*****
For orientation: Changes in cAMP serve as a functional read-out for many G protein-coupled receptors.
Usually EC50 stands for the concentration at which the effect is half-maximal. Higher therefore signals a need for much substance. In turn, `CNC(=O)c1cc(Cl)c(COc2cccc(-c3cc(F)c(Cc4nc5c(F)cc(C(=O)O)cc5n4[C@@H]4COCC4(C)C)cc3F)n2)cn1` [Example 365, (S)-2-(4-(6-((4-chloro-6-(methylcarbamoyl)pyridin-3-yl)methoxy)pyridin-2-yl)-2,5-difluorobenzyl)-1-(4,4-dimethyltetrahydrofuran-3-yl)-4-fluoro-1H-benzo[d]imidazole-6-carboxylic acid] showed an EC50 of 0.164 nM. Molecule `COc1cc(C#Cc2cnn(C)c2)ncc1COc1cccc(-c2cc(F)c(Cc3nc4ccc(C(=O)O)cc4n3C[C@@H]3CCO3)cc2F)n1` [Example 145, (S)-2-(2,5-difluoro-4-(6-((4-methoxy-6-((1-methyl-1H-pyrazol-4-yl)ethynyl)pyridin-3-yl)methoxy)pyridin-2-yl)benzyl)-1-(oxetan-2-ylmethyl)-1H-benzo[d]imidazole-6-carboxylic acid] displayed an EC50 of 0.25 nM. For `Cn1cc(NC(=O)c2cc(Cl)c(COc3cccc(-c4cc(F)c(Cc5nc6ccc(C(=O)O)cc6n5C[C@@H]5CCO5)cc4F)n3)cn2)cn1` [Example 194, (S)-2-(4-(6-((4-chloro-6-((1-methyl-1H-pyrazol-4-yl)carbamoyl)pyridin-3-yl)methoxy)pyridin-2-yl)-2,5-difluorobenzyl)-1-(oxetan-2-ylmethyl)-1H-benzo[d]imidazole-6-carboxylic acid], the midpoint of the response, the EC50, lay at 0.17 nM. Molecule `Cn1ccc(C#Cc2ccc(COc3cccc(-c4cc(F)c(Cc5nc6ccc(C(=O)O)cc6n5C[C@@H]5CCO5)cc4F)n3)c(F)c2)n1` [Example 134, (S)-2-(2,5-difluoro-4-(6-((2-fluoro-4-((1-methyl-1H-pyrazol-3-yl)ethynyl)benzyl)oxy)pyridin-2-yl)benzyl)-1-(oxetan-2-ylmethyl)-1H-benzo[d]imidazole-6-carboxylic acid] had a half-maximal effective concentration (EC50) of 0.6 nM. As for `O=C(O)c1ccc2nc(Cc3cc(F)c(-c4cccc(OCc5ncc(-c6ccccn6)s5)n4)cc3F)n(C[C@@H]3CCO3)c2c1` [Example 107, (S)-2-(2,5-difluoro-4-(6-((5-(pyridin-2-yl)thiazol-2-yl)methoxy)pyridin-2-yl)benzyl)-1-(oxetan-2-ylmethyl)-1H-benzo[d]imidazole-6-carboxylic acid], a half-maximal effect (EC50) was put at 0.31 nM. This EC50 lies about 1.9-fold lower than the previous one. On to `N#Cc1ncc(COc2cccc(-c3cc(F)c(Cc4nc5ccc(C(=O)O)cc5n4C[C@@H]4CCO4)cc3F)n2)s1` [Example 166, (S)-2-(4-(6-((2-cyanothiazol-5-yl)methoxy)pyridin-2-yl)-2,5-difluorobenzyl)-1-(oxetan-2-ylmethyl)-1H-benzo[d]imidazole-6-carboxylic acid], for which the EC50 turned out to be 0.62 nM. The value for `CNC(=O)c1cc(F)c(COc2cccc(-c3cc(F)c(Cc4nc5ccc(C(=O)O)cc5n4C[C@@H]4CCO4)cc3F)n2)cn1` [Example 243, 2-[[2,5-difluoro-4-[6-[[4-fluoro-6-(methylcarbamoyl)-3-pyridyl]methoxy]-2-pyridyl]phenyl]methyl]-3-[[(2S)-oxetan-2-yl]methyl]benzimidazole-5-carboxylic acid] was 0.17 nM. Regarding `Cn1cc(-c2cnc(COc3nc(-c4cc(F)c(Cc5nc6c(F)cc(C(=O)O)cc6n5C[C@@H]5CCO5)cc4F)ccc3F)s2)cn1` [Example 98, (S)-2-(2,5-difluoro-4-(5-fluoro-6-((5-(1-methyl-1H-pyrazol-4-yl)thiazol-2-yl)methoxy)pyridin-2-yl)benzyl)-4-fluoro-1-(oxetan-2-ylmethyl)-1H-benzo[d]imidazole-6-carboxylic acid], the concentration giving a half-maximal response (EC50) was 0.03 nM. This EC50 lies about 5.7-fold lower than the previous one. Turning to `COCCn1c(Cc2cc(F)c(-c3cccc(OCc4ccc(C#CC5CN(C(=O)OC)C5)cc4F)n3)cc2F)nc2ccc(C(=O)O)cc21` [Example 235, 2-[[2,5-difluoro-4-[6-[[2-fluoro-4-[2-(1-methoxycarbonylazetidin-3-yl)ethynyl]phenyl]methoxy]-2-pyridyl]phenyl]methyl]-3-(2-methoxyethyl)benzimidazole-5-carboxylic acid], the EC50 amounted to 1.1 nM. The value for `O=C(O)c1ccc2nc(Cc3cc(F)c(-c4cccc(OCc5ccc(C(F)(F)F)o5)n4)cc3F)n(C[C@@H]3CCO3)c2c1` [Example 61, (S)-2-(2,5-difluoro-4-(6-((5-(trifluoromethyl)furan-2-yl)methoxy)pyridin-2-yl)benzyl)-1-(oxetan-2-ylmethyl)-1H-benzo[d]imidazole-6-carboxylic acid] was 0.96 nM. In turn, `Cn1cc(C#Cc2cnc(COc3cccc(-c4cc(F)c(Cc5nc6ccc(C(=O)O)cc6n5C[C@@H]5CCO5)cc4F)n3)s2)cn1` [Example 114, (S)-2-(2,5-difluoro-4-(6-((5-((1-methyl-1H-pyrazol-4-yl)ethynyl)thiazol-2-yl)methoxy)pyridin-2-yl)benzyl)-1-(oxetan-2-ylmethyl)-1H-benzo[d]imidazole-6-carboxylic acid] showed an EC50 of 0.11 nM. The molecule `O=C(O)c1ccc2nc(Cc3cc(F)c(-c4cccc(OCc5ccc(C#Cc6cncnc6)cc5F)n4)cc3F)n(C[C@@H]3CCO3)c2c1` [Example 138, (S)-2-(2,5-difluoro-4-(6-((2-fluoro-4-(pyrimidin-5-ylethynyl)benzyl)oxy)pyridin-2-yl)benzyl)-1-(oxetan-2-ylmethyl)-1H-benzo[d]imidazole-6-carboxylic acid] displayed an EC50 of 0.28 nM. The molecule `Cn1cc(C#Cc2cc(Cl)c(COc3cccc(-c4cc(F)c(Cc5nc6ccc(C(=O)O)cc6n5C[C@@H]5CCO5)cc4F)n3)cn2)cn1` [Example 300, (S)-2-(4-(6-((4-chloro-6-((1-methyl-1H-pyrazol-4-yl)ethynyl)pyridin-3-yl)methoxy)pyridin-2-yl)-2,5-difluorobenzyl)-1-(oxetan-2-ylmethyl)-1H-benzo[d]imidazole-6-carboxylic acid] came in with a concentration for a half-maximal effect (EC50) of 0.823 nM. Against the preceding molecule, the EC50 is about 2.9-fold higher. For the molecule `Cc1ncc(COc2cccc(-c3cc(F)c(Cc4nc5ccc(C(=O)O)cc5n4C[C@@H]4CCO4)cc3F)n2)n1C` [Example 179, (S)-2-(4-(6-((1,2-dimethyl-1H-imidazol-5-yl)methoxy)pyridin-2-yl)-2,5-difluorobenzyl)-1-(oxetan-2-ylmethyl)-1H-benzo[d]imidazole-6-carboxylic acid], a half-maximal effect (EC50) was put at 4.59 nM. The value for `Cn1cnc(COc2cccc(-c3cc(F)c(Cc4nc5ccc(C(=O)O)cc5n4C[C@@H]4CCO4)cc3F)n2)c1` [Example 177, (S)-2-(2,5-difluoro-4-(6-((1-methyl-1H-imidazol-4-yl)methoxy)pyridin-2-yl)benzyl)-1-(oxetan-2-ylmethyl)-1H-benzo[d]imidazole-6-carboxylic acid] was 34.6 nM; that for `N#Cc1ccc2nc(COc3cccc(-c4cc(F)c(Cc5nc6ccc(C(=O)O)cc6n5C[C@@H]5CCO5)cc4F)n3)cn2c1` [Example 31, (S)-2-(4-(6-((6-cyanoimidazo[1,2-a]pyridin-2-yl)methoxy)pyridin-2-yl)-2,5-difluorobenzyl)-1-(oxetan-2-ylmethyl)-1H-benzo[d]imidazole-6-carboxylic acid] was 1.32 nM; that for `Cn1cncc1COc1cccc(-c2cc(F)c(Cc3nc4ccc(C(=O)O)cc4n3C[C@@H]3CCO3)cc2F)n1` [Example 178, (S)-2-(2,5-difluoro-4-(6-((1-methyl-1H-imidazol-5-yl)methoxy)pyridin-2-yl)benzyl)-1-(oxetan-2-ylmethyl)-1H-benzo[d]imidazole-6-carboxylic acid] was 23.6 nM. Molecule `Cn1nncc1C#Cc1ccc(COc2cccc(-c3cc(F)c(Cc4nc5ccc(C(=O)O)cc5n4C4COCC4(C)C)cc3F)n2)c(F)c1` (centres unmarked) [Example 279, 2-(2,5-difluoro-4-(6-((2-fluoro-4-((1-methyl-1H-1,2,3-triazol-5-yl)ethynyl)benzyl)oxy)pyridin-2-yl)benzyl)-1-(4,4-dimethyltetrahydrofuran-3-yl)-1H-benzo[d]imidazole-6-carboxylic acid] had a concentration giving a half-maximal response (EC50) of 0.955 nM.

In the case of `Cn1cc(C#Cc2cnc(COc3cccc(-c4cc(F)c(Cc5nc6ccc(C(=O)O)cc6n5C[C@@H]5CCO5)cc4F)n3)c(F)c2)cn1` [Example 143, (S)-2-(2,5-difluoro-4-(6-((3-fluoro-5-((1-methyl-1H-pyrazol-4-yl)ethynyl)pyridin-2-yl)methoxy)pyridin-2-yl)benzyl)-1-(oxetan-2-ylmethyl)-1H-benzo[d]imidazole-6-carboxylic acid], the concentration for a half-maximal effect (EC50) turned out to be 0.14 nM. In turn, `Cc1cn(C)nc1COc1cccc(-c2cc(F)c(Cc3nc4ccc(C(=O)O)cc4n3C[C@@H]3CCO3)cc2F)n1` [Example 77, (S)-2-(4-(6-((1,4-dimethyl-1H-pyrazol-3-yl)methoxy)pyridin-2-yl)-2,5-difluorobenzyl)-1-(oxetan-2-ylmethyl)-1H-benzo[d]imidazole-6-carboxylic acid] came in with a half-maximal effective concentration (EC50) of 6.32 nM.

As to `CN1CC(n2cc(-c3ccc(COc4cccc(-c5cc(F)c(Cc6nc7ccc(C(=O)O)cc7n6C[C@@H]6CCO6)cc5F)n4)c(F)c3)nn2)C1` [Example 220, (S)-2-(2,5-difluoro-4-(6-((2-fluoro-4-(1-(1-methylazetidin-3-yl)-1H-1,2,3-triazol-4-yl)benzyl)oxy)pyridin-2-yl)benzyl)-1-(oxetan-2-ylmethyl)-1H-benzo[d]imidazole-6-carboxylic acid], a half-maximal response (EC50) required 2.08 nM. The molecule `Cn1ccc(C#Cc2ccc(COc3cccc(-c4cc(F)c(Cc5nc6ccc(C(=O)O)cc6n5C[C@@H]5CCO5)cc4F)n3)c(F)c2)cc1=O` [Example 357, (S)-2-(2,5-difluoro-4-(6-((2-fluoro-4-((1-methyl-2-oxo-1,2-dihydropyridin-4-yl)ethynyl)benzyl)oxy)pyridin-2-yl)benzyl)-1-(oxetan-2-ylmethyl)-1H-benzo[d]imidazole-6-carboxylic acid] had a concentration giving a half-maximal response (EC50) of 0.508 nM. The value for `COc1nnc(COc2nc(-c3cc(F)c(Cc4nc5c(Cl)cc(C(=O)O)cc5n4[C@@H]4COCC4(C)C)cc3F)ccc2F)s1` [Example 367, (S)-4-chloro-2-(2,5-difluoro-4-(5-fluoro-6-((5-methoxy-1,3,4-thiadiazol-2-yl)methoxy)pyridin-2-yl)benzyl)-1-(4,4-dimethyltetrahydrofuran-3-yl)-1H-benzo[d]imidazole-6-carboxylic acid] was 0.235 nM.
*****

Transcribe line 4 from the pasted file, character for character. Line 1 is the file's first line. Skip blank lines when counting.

As to `CN1CC(n2cc(-c3ccc(COc4cccc(-c5cc(F)c(Cc6nc7ccc(C(=O)O)cc7n6C[C@@H]6CCO6)cc5F)n4)c(F)c3)nn2)C1` [Example 220, (S)-2-(2,5-difluoro-4-(6-((2-fluoro-4-(1-(1-methylazetidin-3-yl)-1H-1,2,3-triazol-4-yl)benzyl)oxy)pyridin-2-yl)benzyl)-1-(oxetan-2-ylmethyl)-1H-benzo[d]imidazole-6-carboxylic acid], a half-maximal response (EC50) required 2.08 nM. The molecule `Cn1ccc(C#Cc2ccc(COc3cccc(-c4cc(F)c(Cc5nc6ccc(C(=O)O)cc6n5C[C@@H]5CCO5)cc4F)n3)c(F)c2)cc1=O` [Example 357, (S)-2-(2,5-difluoro-4-(6-((2-fluoro-4-((1-methyl-2-oxo-1,2-dihydropyridin-4-yl)ethynyl)benzyl)oxy)pyridin-2-yl)benzyl)-1-(oxetan-2-ylmethyl)-1H-benzo[d]imidazole-6-carboxylic acid] had a concentration giving a half-maximal response (EC50) of 0.508 nM. The value for `COc1nnc(COc2nc(-c3cc(F)c(Cc4nc5c(Cl)cc(C(=O)O)cc5n4[C@@H]4COCC4(C)C)cc3F)ccc2F)s1` [Example 367, (S)-4-chloro-2-(2,5-difluoro-4-(5-fluoro-6-((5-methoxy-1,3,4-thiadiazol-2-yl)methoxy)pyridin-2-yl)benzyl)-1-(4,4-dimethyltetrahydrofuran-3-yl)-1H-benzo[d]imidazole-6-carboxylic acid] was 0.235 nM.